|Pour bien gérer le changement||Prospect Gestion|
Change and perception
Since Lewin's works on the strength's fields acting on capacities of change for an organisation, it often was of good tone to place more emphasis on the favourable factors to the change rather than on the resistance's strenght. We thus managed to believe that it was enough to use conviction to lead the people in an organisation to adhere to a new vision. The organisations's managers are often inclined to neglect the perceptual factor in their interventions. That's mean that they take for granted that the declared adhesion of their employees to a vision proposed, will be carry out on the same basis that the proposal they advanced.
Unfortunately, those things are not occurring like this! The position that the persons take in glance of a proposed change takes three different factors into account but, by certain aspects, those factors can be directly connected:
General attitude toward change
Any apprehended change generates an emotive reaction that sends back the persons to themselves and causes, over a less or more long period, a state that leads it to the border of chaos. For some, the fact of being found near this border presents a challenge that generate the energy in a positive way and pushes them to act towards the change. For others, this proximity of the border of chaos provokes a folding reaction, which seeks to look for past certainty.
That is, as from a change or rumor of an apprehended change is announced, the subjective positions are taken that we are able to represent like a junction due to initial perception. This is what time 1 of the diagram illustrate. This time 1 has the merit to well camp the strengths in presence, at the time when a manager mentions the change that he plans to establish within his organisation. The latter is usually in a position to determine well what he calls "his positive elements" and "his negative ones".
A good part of his actions will be directed towards the search of a way to influence the "negative ones" to accept the challenge of the change and to engage the movement. Generally, it will succeed to build the operation :
We will then pass through time 1 to time 2.
The passage of the first to the second time, demonstrated in the diagram, enables us to note that the change appears objectively unperceivable. This is however, to the level of perception that the distance remains enormous. Whereas "negative ones" seem to have accepted to cope with the movement and to show a sort of opening, the "positive elements" are engage on a different level of their colleagues. So that one and the other group, while giving the impression to walk on together, go in parallel.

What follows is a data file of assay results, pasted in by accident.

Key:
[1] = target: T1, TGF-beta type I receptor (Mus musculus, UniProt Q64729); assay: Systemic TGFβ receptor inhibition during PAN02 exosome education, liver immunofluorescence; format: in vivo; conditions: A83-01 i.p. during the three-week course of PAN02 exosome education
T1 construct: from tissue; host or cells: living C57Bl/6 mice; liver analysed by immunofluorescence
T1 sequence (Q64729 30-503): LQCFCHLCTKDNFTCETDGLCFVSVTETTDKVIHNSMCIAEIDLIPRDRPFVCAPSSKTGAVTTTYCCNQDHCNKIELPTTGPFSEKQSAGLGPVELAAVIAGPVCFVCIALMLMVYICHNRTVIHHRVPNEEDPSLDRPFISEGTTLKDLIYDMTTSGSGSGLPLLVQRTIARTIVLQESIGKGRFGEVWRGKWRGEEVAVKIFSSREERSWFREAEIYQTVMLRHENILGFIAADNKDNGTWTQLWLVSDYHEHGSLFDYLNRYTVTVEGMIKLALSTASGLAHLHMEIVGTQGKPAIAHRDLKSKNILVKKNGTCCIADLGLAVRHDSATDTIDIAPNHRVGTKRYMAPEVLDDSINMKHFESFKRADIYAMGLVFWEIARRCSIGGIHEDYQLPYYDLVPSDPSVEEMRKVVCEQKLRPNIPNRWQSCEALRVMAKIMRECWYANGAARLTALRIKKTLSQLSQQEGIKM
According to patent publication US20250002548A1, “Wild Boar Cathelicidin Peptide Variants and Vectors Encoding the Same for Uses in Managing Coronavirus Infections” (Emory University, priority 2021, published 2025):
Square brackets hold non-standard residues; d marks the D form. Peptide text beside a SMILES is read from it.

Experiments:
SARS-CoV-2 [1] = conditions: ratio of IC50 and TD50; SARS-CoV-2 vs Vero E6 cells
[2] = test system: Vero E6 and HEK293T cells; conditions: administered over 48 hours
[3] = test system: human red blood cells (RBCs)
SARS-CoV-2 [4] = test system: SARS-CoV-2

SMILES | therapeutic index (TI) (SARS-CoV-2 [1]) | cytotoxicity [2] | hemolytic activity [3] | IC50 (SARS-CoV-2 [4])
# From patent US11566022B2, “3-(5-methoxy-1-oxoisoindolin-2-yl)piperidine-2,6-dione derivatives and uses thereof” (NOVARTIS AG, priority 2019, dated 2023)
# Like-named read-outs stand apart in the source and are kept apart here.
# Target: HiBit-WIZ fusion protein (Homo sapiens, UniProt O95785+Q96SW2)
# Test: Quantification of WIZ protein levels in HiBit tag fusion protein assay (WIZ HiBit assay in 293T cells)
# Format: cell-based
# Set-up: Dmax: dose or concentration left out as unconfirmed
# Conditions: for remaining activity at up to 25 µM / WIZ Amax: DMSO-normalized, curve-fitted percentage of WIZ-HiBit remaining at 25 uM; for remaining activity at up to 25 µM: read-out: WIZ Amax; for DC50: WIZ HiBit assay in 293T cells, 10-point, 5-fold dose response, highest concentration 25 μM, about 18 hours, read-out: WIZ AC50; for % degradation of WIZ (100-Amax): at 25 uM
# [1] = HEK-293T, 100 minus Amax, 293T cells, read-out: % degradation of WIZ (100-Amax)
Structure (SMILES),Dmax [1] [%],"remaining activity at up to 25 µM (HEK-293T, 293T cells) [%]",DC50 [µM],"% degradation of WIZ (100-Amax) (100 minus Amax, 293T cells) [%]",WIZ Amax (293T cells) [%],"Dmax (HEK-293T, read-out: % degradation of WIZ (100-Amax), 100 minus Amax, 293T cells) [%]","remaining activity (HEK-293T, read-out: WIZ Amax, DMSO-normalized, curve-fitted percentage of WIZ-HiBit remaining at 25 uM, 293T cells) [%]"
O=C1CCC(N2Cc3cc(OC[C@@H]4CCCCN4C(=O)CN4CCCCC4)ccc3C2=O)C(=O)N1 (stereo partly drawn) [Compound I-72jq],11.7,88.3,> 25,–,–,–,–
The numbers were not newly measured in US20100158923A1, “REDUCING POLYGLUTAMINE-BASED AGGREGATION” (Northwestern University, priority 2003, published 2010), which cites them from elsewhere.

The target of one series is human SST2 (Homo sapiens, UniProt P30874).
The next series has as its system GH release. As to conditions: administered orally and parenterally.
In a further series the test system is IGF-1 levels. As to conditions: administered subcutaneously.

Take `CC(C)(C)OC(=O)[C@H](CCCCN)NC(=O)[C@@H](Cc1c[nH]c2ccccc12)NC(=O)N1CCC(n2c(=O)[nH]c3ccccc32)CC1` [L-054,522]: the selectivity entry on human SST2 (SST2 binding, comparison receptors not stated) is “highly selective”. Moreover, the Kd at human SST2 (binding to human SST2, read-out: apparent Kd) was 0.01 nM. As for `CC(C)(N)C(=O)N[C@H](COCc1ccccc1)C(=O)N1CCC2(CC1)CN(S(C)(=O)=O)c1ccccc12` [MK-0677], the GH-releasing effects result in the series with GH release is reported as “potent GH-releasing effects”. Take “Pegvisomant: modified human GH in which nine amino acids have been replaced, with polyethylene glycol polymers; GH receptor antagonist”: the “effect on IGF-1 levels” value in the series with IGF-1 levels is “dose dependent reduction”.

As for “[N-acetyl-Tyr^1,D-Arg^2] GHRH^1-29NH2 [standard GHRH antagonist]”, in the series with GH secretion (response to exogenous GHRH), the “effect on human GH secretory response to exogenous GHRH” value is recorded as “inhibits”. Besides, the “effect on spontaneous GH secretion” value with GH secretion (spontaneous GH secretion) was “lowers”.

For information or comments, or if you are interested by a lecture or a workshop on this topic:
The first group believes that in the final analysis, the envisaged change is not so different from what they pass through until there, and thus, fall the intensity its resistance without however adhering to the change. The second group believes, on the contrary, that the change is finally engaged and that even if its impact is still visually tiny, the process becomes irreversible.
The manager, on his side, will then be inclined to believe that the worse passed and that he is now able to put the application of the change in work. He will over-estimate the impact of his "positive elements" vis-à-vis what he started while believing to see a reflection of the opening of his troops in regards of the envisaged transformation. In addition, he will be misjudged on the opening attitude of those he considered the "negative ones" by interpreting the absence of open opposition like an adhesion.
We will then pass from time 2 through time 3 that leads the two groups to be juxtaposed and causes then a general astonishment. Then, the apparent consensus appears to be an immense misunderstanding which muddles everyone, included the manager. This last, notes whereas many things had been taken for granted:
This is as well that the curve AB of the diagram illustrates, in time, the fall of the resistance intensity to change but because of the minimalist perception that have the opponents. On its side, the curve CD illustrates, in time, the rise of the positive elements' adhesion intensity. There is of course a point of meeting but it has not at all the same significance for one and the other of the groups and especially it does not engage the same future.
The ambiguity's tolerance
It is the level of tolerance to the ambiguity that will now determine what will be the future of change suggested. The usual tendency would be to try "to break" resistance by making a recall of the former stages. The manager will want to show that he was in good faith and that he trusted his troops (letting imply by there that some were not!). The "positive" elements will have the impression to have, somewhat, been ripped off and to have been too committed and too quickly. Only the "negative ones" will be usually seen confronted with their bad initial perception of a minimal change.
To carry out the change, it will thus be necessary to work on the ambiguity's tolerance of each one and to begin again, in a clearer way, the premises of the announced change (e.g. values, sharing of cultures, waitings and needs, requirements and challenges). In other words, in reference to the diagram, it is necessary to begin again at the time where the junction appears in order to reduce the intensity's variation between the two groups. It is there that all the work of the change's manager takes his sense. It is also there that the coaching can find all its effectiveness.
Here some readings:
some thinkings on learning organization.
on the meaning of organizational learning.
on listening firm according to Michel Crozier.